The city of Chicago has a pitcher who, among starters, has a legitimate case at claiming the Cy Young Award.
He just isn’t on the North Side.
Welcome to the Cy Young Tracker here on MLBMayhem.com, a weekly look at who has the inside track at winning the most coveted pitching award in all of baseball. Each Monday for the rest of the season (so, you know… three Mondays…), I’ll unveil who ranks as the Top 10 among starting pitchers as most deserving to take home the Cy. And, since there’s talk of it in the American League, I’ll give a nod to Zach Britton of the Baltimore Orioles as he seems to be the one reliever with a real shot at claiming the Junior Circuit’s version of the award.
First, the parameters. How does this get tabulated? What is a good score? Are people really asking these questions, or am I just hoping they are because that means they’re critically analyzing this determination?
The Cy Young Tracker looks at two things when trying to name the best pitcher in each league:
- Where they rank among their peers
- How often they dominate a game
The first point is easy. For that, I look at the Top 10 in each league in the following categories:
- Pitcher WAR
- FIP (Fielding Independent Pitching)
First place in each league gets 10 points, second place gets 9, third gets 8, and so on. I add those up (so if you lead the league in all 10 categories, you had 100 points and I stop even keeping score because at that point you should win the unanimous Cy and all exercises in proving that are redundant and moot).
The second point is where things get fun. How can we really measure “domination?” I chose to go with how many gems a pitcher throws. “Gem” is a word that’s been around in pitching jargon for decades, but it took sabermetrics deity Bill James to put an exact definition on it. A “Gem” is any starting pitching performance with a Game Score of 65 or better.
It’s hard to get a Gem; a quality start usually clocks in between a 50-55 on the Game Score meter, so a Gem is above and beyond that. It is the kind of performance that gives your team not only an excellent chance to win, but no excuse to lose.
I divide the number of Gems thrown in a year by the number of total starts, so 8 Gems in 30 starts would be a .267… this is pretty typical for a #2 (or great #3) guy in your rotation: dominant maybe once or twice a month, but not a guy you’d want pitching in a Wild Card Playoff game because their upside is so infrequent.
Okay, now that we’ve got the scoring system out of the way, let’s get to the results!
Max Scherzer has been the best (healthy) pitcher in baseball this year. He leads the league in 5 of the 10 categories looked at, including two of the three Pitching Triple Crown categories (Wins and WHIP). You can make cases for Kyle Hendricks all you want, and anyone who leads the league in ERA and ERA+ is worthy of serious consideration, but there have been five pitchers better overall than him this year.
Scherzer is dominant in 64.5% of his starts this year. For historical comparison, here are some previous Cy Young winning Gem Percentages:
Jake Arrieta, 2015: 60.6%
Justin Verlander, 2011: 64.7%
Having a Gem Percentage of over 65% puts you in historic territory:
Clayton Kershaw, 2014: 74.1%
Greg Maddux, 1995: 67.9%
Bob Gibson, 1968: 79.4%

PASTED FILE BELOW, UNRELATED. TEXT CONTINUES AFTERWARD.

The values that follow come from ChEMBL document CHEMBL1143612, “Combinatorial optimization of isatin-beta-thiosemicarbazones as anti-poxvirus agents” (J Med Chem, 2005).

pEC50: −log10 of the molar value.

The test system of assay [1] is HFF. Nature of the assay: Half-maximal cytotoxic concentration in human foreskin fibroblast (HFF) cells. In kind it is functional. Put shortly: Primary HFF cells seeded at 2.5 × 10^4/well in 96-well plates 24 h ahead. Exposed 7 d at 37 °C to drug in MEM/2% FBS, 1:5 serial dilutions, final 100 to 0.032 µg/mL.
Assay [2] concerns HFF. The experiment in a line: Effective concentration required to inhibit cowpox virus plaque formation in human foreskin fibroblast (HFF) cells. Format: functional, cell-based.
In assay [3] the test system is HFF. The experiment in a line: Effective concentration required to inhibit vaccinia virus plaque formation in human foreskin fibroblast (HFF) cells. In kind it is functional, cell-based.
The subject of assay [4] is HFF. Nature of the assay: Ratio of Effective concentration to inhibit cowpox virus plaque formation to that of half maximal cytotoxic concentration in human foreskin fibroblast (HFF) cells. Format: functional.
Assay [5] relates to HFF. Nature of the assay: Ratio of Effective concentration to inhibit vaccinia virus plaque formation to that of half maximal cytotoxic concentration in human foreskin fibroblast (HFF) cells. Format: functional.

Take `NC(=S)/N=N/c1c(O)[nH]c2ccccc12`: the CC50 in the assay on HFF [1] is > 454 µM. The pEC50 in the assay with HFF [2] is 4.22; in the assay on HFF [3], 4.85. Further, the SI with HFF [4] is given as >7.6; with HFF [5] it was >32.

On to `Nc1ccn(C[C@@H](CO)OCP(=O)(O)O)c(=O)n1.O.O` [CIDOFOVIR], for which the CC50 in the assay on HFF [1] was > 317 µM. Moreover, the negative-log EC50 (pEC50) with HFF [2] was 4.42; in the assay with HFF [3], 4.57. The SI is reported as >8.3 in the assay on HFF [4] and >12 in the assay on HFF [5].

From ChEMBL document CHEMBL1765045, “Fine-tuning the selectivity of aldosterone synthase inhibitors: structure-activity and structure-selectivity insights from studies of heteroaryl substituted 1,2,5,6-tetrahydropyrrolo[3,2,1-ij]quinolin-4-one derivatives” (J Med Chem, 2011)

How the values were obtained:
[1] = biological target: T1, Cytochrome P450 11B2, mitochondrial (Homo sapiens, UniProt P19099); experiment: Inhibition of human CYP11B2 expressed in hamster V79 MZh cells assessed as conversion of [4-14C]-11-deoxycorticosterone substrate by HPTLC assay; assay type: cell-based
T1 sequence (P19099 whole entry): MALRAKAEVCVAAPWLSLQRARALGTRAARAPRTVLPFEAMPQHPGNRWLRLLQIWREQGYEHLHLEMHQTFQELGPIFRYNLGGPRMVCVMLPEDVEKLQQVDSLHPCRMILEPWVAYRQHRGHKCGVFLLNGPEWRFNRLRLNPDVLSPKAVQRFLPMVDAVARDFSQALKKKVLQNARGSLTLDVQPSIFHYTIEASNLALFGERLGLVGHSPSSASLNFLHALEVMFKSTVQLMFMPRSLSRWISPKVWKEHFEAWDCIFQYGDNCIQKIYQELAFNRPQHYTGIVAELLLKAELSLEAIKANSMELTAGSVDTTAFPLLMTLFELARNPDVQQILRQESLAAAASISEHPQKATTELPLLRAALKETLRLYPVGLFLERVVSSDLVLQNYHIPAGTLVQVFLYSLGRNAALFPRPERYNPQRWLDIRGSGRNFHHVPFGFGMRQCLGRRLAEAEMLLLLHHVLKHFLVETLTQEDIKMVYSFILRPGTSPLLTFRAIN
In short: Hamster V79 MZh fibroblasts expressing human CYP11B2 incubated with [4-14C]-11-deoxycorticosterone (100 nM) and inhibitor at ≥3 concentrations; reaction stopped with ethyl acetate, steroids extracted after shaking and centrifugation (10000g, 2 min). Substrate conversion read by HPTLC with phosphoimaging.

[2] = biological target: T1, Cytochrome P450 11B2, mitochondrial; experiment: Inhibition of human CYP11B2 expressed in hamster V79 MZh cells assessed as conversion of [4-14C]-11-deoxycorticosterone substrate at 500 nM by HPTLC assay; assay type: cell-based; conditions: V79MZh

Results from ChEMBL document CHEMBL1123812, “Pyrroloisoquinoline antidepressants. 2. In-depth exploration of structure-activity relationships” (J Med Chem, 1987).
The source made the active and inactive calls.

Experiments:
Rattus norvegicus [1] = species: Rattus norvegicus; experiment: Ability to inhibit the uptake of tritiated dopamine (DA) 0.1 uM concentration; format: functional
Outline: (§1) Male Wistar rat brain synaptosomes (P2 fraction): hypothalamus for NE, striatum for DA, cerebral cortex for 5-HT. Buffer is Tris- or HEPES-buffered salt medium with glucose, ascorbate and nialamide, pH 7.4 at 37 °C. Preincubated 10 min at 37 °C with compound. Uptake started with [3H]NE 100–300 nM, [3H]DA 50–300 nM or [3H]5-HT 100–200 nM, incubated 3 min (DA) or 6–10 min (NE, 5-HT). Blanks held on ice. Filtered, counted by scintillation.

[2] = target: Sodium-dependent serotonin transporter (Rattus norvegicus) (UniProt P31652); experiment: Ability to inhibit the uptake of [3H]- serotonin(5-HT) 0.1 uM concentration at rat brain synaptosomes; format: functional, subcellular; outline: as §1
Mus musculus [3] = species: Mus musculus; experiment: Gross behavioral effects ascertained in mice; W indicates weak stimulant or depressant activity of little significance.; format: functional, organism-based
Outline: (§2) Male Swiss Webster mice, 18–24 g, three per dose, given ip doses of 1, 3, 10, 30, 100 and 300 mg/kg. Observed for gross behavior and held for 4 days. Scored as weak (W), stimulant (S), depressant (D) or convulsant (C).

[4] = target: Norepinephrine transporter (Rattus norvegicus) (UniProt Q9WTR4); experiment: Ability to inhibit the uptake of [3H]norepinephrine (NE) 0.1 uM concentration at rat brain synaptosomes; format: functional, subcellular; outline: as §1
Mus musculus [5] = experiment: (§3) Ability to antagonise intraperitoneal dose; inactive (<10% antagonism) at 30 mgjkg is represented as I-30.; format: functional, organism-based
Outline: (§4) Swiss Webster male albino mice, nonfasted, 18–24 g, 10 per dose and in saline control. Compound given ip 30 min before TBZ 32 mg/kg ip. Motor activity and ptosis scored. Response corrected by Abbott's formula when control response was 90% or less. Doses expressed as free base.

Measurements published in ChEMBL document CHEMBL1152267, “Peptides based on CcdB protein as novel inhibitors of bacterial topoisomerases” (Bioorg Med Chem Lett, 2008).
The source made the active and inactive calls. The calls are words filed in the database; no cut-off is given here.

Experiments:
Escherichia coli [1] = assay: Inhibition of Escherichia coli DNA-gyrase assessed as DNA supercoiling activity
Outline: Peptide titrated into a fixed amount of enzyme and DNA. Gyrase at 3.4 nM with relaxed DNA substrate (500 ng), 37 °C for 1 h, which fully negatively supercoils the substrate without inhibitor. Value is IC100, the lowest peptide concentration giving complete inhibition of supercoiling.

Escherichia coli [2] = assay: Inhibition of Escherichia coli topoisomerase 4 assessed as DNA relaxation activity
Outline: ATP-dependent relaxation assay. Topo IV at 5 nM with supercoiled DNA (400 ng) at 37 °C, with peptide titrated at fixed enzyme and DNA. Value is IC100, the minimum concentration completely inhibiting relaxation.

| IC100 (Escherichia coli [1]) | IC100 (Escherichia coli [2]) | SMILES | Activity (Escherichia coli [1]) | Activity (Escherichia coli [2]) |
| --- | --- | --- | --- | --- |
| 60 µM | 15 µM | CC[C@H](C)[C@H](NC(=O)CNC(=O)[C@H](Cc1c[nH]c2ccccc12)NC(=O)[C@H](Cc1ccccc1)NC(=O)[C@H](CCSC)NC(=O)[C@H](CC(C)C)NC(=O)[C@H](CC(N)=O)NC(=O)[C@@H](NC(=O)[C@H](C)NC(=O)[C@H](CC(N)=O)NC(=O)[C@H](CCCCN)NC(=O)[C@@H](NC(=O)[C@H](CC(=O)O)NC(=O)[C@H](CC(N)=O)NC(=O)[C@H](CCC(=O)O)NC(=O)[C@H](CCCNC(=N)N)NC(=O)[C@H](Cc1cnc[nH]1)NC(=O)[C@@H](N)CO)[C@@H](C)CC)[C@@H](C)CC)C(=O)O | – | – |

Sandy Koufax, 1963: 75.0%
Scherzer is the kind of guy you’d want with the ball in Game 7. With respect to Jon Lester, Johnny Cueto, Syndergaard, and MadBum, this is Scherzer’s award. Etch his name into it now.
Among starting pitchers in the AL, Chris Sale and Corey Kluber are head-and-shoulders above the rest. At this moment, Sale is just the slimmest of margins ahead of Kluber thanks to his Gem Percentage: Kluber has a 43.3% rate, while Sale is outstanding in 51.7% of his starts. There are other metrics you can look at that put Kluber ahead of Sale, but this tracker uses a mix of old and new statistics to help give a more well-rounded perspective on a pitcher’s traditional and sabermetric value.
The Case For A Reliever in the AL
First off: Ugh. I don’t want to have to make this argument. I don’t like relief pitchers winning the Cy Young, even when they are having the kind of Holy Frijoles year Zach Britton is having. It just feels oily to me to give a closer the award. But here we are in 2016.
Britton leads the American League in Win Probability Added, at 5.9. Closers always have the top mark in this category, but consider Andrew Miller is in 2nd place with a 4.7. Third is the Blue Jays’ Roberto Osuna with 3.5, so Britton has a substantial lead in this category. Wade Davis led the AL last year, and he posted just a 4.3 WPA. So Britton is as lights-out as they possibly come and the numbers back that up.
(Quick note – Britton’s WPA is 81st-best in baseball history this year, but you don’t have to go back too far to find one much better… Zach Greinke posted a 6.88 Win Probability Added last year, preposterous for a starter).
When the field is as crowded at the top as it is in the AL this year, and no one pitcher has put together a string of butt-kickings that voters can keep on their mind while casting ballots, a closer is perfectly capable of sneaking in and stealing the Cy Young Award.
Kluber has won it before, and Sale has done his share of slicing and dicing opponents as if they were White Sox throwbacks, but neither has been able to set themselves apart. Don’t be surprised if either one ultimately takes the trophy home, but this is likely to be Britton’s year.